Credit data amnesty 'will increase cost for borrowers'

Credit data amnesty 'will increase cost for borrowers'


Moody's Investors Service warns that the removal of adverse credit information from public records will have a negative impact on the rating of South African residential mortgage-backed securitisation and asset-backed securitisation transactions.

In a report released today, it advises that the removal 'will reduce the amount of information available to originators to assess the creditworthiness of new borrowers, and may impede responsible lending and borrowing practices, which will increase credit risk'.

The report was released in response to a cabinet statement issued last month, which said the cabinet 'approved the recommendations of the select committee on trade and international relations'. The committee's guidelines sought 'to address the issue of access to credit to those South Africans that can afford credit. These are consumers who may have paid their debts in full and are in a position to afford credit but whose access is currently impeded by negative credit information on their record.'

The government has not yet confirmed which of three options presented by the select committee will be implemented. The three options have been described as least risk, medium risk and high risk. The government has given the public until the end of this month to submit comments on the committee's proposal.

The Moody's report echoes warnings from banks, which have said that the absence of credit-related information would heighten the risk faced by lenders and would result in an increased cost to borrowers because of the increased risk.

Although the government's proposal is thought to be aimed at providing relief for the many consumers who have accessed 'unsecured lending facilities', Moody's highlights the fact that the proposed credit information amnesty will affect secured as well as unsecured lending activity.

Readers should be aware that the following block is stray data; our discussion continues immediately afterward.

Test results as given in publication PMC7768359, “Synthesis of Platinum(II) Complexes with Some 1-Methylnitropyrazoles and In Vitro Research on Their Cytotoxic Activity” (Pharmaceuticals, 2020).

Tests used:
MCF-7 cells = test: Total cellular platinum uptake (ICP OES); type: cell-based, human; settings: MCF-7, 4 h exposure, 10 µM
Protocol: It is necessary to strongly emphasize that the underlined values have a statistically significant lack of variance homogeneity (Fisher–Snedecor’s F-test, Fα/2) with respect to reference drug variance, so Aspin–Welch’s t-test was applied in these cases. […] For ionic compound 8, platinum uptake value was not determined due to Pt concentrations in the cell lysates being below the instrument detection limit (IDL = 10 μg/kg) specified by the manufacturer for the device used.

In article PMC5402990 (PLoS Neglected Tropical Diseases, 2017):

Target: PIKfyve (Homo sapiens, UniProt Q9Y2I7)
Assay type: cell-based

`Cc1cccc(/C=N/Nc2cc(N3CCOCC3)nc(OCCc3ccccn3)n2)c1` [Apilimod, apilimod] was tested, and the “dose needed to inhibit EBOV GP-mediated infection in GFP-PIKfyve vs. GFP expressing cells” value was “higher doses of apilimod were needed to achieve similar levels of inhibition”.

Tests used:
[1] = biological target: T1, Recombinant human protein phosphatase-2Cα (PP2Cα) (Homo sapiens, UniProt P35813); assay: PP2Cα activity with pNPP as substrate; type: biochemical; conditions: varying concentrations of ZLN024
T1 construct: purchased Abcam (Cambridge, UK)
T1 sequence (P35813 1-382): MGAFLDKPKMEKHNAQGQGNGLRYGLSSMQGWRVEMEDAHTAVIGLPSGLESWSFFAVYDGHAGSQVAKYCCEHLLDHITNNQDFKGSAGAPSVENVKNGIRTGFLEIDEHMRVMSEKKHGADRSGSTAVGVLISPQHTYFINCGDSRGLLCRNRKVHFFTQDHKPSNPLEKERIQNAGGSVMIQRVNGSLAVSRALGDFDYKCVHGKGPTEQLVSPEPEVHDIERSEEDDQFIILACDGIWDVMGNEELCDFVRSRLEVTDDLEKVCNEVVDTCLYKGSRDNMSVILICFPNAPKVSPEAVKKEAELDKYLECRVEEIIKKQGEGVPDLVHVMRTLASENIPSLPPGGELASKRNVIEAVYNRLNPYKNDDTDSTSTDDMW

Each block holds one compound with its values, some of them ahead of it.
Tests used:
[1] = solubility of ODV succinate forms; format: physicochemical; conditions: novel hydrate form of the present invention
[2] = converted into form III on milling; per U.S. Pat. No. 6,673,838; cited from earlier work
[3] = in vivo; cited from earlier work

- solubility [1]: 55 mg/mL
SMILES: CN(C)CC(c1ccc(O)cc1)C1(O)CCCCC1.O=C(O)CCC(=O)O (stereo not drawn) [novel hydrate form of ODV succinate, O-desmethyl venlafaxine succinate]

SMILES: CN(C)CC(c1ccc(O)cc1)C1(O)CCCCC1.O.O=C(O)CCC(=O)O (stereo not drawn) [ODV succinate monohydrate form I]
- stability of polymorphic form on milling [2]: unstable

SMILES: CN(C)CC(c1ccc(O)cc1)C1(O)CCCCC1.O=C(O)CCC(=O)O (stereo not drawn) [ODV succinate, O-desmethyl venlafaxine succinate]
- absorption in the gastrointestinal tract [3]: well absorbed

It states that the ongoing removal of negative credit information from public records will reduce the incentive for existing borrowers to make good on their obligations.

According to the credit rating agency, borrowers' willingness to pay their obligations decreases when they expect that payment defaults will be removed from the credit bureau data that other financial institutions may access.

The rating agency says the new measure will add to previous limitations on information available to credit bureaus in South Africa and contrasts with improvements in the credit information being made available in other countries.

Andre du Plessis, the chief financial officer at Capitec Bank, which is a major player in the unsecured lending market, told Business Report yesterday that when the proposed information amnesty was implemented Capitec would still have access to sufficient information to be able to ensure continued prudent lending.

'Even if the amnesty is implemented there is still sufficient other information available from the credit bureaus to be able to predict the repayment behaviour of potential borrowers.'

Business Report

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Denny Crane

Denny Crane
It's not me ... yet. Denny Crane from the TV series Boston Legal. Click on picture if you're not sure who he is!